DDoS attacks present an operational risk, and extended outages can cause financial pain. There are fairly simple steps businesses can take to harden their defenses, but many companies are blind to the threat until it’s too late.

Device Theft

Traditional theft may not garner much media attention these days, but when an employee laptop, smartphone, or USB drive is stolen, it can be a formidable threat to the employer. Many people use multiple devices to do their jobs, and each piece of hardware contains a treasure trove of data that can simply “walk out the door” in the hands of a thief.

Device theft can expose a business to a broad range of risks depending upon the nature of the stored data. Confidential documents might contain sensitive financial details or reveal a company’s strategy for taking on competitors. If customer information is leaked by the theft, there can be legal ramifications and reputational damage. Taking measures to safeguard devices is essential to building a strong cybersecurity framework.

How to Prevent Cyberattacks

Cybersecurity experts must protect networks against attacks on multiple fronts. New viruses and security vulnerabilities are discovered daily, but businesses can adopt best practices to help shield themselves from cyberattacks:

  1. Educate employees about malware and phishing. Many people have at least a passing familiarity with the idea of computer viruses. Explaining how common attacks occur, including how to identify suspicious communications, can provide a good first-line defense against hackers. Ask employees to forward these messages to your IT team for further analysis. Network administrators may be able to block senders from delivering more messages.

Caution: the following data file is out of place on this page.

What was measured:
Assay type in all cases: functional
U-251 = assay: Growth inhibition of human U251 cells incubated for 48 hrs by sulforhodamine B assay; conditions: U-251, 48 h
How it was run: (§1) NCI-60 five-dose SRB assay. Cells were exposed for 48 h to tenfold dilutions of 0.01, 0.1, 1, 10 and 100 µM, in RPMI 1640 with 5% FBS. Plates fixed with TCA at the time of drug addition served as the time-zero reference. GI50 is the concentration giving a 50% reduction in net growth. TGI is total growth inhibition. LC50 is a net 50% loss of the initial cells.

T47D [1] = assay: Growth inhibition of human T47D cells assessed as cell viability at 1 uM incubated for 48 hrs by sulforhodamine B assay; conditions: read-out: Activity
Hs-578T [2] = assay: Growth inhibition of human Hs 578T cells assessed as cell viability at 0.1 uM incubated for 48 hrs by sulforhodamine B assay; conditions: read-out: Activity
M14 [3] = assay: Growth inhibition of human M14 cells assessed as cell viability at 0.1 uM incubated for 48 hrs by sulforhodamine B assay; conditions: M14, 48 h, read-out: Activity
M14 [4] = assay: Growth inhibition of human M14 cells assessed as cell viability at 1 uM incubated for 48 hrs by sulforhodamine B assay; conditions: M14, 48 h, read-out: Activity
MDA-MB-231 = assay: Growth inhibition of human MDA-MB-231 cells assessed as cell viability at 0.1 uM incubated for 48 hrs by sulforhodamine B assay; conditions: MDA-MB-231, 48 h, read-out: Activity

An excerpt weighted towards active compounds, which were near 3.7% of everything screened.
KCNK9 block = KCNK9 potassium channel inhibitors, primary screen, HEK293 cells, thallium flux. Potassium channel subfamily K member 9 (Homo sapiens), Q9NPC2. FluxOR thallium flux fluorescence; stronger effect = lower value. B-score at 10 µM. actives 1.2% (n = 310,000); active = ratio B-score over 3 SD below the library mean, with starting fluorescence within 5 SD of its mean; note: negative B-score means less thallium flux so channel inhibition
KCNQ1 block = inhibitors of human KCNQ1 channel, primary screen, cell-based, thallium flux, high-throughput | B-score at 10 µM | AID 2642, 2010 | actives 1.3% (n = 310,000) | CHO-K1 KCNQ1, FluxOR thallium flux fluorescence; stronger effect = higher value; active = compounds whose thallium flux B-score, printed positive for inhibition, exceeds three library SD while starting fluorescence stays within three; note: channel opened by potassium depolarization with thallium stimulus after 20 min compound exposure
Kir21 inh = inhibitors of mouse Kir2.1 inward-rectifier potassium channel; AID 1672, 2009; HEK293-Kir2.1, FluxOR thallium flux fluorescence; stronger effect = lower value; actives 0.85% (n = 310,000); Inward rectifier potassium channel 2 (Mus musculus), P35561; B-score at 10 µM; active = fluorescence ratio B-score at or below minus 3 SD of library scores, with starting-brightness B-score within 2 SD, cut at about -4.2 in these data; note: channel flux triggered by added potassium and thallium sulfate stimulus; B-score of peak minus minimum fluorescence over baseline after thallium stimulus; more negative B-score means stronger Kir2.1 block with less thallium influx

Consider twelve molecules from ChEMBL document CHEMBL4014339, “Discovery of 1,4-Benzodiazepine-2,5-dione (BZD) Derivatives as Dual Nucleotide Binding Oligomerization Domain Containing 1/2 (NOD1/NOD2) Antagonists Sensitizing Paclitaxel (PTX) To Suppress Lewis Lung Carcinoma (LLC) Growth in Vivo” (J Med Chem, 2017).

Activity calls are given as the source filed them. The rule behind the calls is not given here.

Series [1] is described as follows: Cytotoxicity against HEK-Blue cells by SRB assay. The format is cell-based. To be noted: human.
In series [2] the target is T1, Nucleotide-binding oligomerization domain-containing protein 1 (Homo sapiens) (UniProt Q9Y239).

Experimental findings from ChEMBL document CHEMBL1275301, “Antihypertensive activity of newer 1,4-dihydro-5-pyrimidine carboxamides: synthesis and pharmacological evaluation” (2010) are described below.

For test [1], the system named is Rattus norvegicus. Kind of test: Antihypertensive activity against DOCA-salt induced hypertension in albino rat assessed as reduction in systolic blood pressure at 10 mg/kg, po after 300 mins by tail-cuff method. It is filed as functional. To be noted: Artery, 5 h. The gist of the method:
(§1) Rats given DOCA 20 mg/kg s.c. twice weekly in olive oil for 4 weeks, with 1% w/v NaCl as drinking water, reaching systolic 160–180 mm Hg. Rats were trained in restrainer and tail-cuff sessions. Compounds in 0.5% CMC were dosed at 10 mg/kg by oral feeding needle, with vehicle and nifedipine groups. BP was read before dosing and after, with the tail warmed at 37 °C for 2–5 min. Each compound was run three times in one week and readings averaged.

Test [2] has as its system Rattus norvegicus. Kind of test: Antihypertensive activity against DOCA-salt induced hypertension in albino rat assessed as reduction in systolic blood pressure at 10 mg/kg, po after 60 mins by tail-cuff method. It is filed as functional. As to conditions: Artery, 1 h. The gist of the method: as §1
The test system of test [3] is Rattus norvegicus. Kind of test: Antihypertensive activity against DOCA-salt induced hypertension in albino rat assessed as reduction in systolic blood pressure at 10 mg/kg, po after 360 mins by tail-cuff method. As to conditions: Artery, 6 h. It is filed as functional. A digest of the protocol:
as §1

2. Ensure that communications are encrypted, and install software patches as early as possible to bolster security controls. Virtual private networks (VPNs), WPA2 and SSL encryption, and security updates from software publishers can all work together to make your network more resistant to hacking. Many attacks used by hackers are already known to cybersecurity experts, and these professionals have written code to protect against the threats. Take advantage of software patches as they become available.
  3. Establish strict data security policies. All employees should understand what the company expects in regards to data and device security. How should people log on to company systems when working remotely? What are their responsibilities when taking laptops or USB drives outside of the office? Most importantly, explain reporting standards that should be followed when an attack is suspected. Don’t wait until after an information security incident to consider the answers to these questions.

Cybersecurity Risk Management and Your Vendors

Many businesses share data with third-party vendors. Cloud-storage solutions may house customer information on servers owned by another company. As a result, a business depends upon another company’s cybersecurity risk management framework to secure data. Management must perform their due diligence when entrusting sensitive files to another party.

The cybersecurity threats discussed above can also affect your business partners. What can a company do to manage risks to data stored externally?

  1. Research potential vendors and existing partners. Learn all you can about their business, including data breaches that may have affected them in the past. You can consult business information databases and media reports to help uncover such incidents.
  2. Ask your partners about their data security infrastructure and policies. A business has every right to know how a vendor will safeguard their information. Pursue answers to your questions until satisfied that the other company is doing all they can to protect your data.

The battle between cybersecurity professionals and hackers will persist into the foreseeable future. Cybersecurity risk management can help businesses take steps to protect their digital resources from hackers.

View Dun & Bradstreet’s risk management tools for businesses.